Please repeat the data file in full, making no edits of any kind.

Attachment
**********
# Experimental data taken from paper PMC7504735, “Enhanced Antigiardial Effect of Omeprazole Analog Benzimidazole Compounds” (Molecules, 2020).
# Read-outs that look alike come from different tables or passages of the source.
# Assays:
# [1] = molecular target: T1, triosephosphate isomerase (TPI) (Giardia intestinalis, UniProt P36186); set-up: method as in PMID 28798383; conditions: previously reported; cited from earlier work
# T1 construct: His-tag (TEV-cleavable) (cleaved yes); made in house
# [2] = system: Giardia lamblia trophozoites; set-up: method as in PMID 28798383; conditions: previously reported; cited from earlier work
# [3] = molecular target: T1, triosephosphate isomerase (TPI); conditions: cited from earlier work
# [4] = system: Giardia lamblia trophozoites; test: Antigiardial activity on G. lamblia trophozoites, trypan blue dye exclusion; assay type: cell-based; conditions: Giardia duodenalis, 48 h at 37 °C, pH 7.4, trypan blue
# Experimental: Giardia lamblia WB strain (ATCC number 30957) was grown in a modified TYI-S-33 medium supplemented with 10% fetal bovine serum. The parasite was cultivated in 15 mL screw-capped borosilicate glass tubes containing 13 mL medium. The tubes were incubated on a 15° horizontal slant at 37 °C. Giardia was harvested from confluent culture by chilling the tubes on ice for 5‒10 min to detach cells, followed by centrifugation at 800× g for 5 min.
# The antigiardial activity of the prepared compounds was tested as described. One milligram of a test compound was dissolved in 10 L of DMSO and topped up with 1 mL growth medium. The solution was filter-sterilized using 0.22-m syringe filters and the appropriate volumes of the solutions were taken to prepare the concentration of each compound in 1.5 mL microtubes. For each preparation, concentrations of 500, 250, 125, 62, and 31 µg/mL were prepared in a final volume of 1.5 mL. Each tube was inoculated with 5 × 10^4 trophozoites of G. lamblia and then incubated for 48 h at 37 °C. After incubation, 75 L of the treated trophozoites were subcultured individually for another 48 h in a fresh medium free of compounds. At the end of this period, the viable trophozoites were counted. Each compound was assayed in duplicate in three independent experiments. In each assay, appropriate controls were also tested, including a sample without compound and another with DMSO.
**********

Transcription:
# Experimental data taken from paper PMC7504735, “Enhanced Antigiardial Effect of Omeprazole Analog Benzimidazole Compounds” (Molecules, 2020).
# Read-outs that look alike come from different tables or passages of the source.
# Assays:
# [1] = molecular target: T1, triosephosphate isomerase (TPI) (Giardia intestinalis, UniProt P36186); set-up: method as in PMID 28798383; conditions: previously reported; cited from earlier work
# T1 construct: His-tag (TEV-cleavable) (cleaved yes); made in house
# [2] = system: Giardia lamblia trophozoites; set-up: method as in PMID 28798383; conditions: previously reported; cited from earlier work
# [3] = molecular target: T1, triosephosphate isomerase (TPI); conditions: cited from earlier work
# [4] = system: Giardia lamblia trophozoites; test: Antigiardial activity on G. lamblia trophozoites, trypan blue dye exclusion; assay type: cell-based; conditions: Giardia duodenalis, 48 h at 37 °C, pH 7.4, trypan blue
# Experimental: Giardia lamblia WB strain (ATCC number 30957) was grown in a modified TYI-S-33 medium supplemented with 10% fetal bovine serum. The parasite was cultivated in 15 mL screw-capped borosilicate glass tubes containing 13 mL medium. The tubes were incubated on a 15° horizontal slant at 37 °C. Giardia was harvested from confluent culture by chilling the tubes on ice for 5‒10 min to detach cells, followed by centrifugation at 800× g for 5 min.
# The antigiardial activity of the prepared compounds was tested as described. One milligram of a test compound was dissolved in 10 L of DMSO and topped up with 1 mL growth medium. The solution was filter-sterilized using 0.22-m syringe filters and the appropriate volumes of the solutions were taken to prepare the concentration of each compound in 1.5 mL microtubes. For each preparation, concentrations of 500, 250, 125, 62, and 31 µg/mL were prepared in a final volume of 1.5 mL. Each tube was inoculated with 5 × 10^4 trophozoites of G. lamblia and then incubated for 48 h at 37 °C. After incubation, 75 L of the treated trophozoites were subcultured individually for another 48 h in a fresh medium free of compounds. At the end of this period, the viable trophozoites were counted. Each compound was assayed in duplicate in three independent experiments. In each assay, appropriate controls were also tested, including a sample without compound and another with DMSO.